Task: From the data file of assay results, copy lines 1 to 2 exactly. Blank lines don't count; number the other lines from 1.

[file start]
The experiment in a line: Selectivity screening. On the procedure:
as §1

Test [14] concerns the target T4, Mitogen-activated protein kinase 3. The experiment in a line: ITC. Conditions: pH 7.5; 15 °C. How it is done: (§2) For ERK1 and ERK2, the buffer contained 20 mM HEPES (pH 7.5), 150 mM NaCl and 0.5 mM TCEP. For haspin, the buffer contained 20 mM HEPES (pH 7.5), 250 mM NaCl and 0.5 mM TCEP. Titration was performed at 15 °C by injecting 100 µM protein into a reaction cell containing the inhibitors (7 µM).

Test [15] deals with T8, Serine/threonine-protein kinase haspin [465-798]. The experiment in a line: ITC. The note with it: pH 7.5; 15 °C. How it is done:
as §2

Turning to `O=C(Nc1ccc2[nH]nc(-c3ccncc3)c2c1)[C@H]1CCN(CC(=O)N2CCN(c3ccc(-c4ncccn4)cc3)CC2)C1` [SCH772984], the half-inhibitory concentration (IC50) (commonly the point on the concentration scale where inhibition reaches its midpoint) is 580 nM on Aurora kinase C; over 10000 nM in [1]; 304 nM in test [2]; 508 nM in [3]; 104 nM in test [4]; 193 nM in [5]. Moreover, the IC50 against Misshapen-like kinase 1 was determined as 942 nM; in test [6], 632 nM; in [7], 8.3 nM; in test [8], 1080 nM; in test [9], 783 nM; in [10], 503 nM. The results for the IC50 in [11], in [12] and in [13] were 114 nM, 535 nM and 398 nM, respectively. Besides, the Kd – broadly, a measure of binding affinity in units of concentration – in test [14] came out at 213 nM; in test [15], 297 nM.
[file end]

The experiment in a line: Selectivity screening. On the procedure:
as §1